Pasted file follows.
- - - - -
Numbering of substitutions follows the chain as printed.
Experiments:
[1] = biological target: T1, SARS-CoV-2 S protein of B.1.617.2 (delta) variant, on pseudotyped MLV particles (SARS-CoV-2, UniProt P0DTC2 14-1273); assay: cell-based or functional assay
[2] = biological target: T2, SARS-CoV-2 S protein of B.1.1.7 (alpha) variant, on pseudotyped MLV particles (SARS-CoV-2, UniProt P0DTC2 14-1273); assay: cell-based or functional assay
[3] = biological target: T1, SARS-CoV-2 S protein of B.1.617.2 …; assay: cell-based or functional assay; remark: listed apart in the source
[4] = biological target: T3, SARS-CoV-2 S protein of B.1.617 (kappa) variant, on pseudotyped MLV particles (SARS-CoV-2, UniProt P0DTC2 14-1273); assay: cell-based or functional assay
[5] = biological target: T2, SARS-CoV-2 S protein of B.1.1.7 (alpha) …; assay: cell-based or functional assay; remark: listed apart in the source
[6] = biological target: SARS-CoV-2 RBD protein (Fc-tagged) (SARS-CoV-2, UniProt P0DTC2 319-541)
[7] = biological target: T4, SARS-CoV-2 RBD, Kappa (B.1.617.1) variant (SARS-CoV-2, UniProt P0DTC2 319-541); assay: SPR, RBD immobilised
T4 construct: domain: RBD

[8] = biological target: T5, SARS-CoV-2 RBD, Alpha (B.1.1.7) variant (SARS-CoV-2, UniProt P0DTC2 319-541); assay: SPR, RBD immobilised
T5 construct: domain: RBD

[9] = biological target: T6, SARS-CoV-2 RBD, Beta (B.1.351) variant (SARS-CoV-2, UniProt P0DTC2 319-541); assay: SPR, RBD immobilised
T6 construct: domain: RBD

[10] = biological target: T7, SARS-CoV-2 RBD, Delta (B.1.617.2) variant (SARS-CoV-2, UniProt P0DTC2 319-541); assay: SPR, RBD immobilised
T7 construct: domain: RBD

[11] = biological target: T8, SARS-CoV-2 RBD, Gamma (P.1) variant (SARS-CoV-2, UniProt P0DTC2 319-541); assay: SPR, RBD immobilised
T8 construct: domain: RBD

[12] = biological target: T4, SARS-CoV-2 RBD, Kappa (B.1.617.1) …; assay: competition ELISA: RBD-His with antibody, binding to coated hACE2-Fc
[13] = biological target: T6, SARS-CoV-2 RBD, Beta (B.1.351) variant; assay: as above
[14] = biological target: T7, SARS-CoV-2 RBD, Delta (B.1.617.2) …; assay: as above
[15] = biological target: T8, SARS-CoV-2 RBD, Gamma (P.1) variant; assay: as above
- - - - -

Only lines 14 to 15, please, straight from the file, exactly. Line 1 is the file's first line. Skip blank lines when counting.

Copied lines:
T6 construct: domain: RBD

[10] = biological target: T7, SARS-CoV-2 RBD, Delta (B.1.617.2) variant (SARS-CoV-2, UniProt P0DTC2 319-541); assay: SPR, RBD immobilised